Food and Weight: An Ongoing Journey

Archive for September 2013


I saw the cardiologist this past Wednesday. Marc was kind enough to go with me in case there was stuff to hear that I was freaking out too much to hear.

The good news is that we are still not in a major rush. The cardiologist noted some improvement, but not enough. He had also done some research and has revised his opinion about why I am having trouble speaking. He seems to now think that the heart is compressing a nerve, which is keeping me from speaking normally.

He was not happy with my blood pressure, which was higher than it usually is, or with the edema around my ankles, although he did note it was less than before. He has doubled my Carvedilol to 25 MG twice a day.

He also had the hospital (Mount Sinai) call me to set up an appointment for an angiogram. That will take place on the 30th. What happens after that will depend on what they find. With luck, there won’t be anything other than what we already know about, in which case I will get to go home that night, and consult with the cardiologist about what to do next. If they do find other stuff, like greater heart damage than they are aware of or blockages from cholesterol, they might want to admit me and do some kind of surgery ASAP. So, I will be bringing an overnight bag with me when I go.

Last night was the third Saturday fannish party in upper Manhattan. Marc found parking about a block and a half away, so we grabbed it. I was able to make my way up the hill to the building the party was in with just a quick pause or two to catch my breath, but I was not wiped out by the effort.

The Brooklyn Book Festival is today, and we (the roomie, Marc, Kathy, and I) are planning to go. Fortunately, there will be places to sit in the plaza, and on the steps of Brooklyn Borough Hall, if need be.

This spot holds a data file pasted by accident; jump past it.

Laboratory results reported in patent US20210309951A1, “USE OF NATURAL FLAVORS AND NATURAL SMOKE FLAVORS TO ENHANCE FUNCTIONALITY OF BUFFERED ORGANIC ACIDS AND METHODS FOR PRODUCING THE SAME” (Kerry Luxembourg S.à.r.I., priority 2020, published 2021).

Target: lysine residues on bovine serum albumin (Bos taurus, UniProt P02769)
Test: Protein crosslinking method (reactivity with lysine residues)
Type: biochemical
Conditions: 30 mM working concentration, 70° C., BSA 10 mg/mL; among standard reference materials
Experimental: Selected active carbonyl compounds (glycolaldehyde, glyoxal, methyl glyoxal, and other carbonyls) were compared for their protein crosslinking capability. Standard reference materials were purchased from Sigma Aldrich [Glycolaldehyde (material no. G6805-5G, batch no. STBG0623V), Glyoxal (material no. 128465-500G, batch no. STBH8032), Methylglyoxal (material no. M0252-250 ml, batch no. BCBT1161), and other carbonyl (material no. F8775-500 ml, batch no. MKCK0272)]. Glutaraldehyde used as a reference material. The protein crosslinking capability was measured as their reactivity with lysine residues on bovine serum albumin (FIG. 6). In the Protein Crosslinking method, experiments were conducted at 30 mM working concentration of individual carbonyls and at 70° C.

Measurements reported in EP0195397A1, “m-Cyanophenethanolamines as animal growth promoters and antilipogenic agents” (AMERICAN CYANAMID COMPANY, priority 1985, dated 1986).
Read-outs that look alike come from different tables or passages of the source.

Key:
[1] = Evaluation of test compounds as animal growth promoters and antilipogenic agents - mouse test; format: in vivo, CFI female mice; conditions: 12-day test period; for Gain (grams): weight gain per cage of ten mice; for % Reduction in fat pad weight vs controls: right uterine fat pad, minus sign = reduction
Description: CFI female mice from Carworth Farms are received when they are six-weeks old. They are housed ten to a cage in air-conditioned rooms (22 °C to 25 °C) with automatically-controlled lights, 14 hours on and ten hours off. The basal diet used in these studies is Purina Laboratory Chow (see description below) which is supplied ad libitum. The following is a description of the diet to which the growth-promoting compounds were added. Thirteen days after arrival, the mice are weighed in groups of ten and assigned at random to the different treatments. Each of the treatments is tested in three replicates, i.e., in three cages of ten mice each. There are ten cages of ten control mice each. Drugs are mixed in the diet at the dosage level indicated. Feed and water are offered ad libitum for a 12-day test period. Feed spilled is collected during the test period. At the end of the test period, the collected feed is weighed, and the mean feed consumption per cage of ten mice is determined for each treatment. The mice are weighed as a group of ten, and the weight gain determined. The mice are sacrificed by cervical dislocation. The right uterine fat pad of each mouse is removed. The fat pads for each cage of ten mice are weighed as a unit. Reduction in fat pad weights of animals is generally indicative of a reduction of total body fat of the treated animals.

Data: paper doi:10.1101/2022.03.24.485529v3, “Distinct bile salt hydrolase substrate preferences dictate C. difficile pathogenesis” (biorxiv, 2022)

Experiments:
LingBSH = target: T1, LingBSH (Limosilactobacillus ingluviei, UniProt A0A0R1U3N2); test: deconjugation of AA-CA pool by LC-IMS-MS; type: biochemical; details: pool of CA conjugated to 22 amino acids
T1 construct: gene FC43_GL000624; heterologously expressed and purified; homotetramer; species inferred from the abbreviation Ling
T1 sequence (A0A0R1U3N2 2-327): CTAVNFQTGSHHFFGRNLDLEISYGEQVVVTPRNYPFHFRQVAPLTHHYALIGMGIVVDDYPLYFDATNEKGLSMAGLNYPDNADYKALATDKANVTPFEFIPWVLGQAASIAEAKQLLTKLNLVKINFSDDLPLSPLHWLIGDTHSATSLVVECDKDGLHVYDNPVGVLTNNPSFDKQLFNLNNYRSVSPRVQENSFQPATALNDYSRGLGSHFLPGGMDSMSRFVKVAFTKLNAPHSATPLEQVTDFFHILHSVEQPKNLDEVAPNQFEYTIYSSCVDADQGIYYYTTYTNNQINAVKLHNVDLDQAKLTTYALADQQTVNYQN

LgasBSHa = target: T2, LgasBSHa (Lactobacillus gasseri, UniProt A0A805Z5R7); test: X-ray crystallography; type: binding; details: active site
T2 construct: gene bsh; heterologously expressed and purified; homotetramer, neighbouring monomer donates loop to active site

Right now, the hardest thing for me is to remember that I need to put myself first. There are so many of my friends dealing with various crises at the moment, and I wish I could help them all, but I just don’t have the spoons to do so. (If you don’t know what that means, here is the article by Christine Miserandino that explains the Spoon Theory.) Still, I’m used to being the person who helps people when they have problems, not to being the one with the problems.

Mainly, though, I hate waiting. I want this to be over with, so I can be fighting my way back to health. I want to be able to walk and talk like a normal human being again (well, normal for me, anyway). Mostly, I just want my life back.

 


Okay.

Yesterday was my 61st birthday. Had dinner with a great bunch of friends.

Marc Glasser, Harold Stein, Jon & Debbie Baker, Lisa Braun, Chris Quinones, Ariel Winterbreucke, Nina Bogin, and the roomie took me to Chennai Gardens by Tiffin Wallah on East 28th Street. It was a great dinner with good company.

I, however, was not doing so well.

I had planned to go to lunch at Alice’s Tea Cup with the roommate, but my energy was low enough that we had to cancel that plan. So I was already unhappy. Then Chris’ mom, Josie, who I adore, called me to sing “Happy Birthday,” but couldn’t understand a word I said in return. (I currently get little enough oxygen into my lungs that – on a good day – I sound like Minnie Mouse.) By the time we got to Manhattan, and started walking to the Starbucks a block away from the restaurant, I was fast running out of spoons. So I got a table, and the roomie got our coffees, and we waited until it was almost time to go to the restaurant (the last Manhattan-bound express bus, which is the easiest way for me to travel other than a car service, leaves my area just after 3 pm; dinner was planned for 6:30 to allow those with day jobs to get there). That’s when the roomie decided that she needed to point out to me what terrible shape I was in.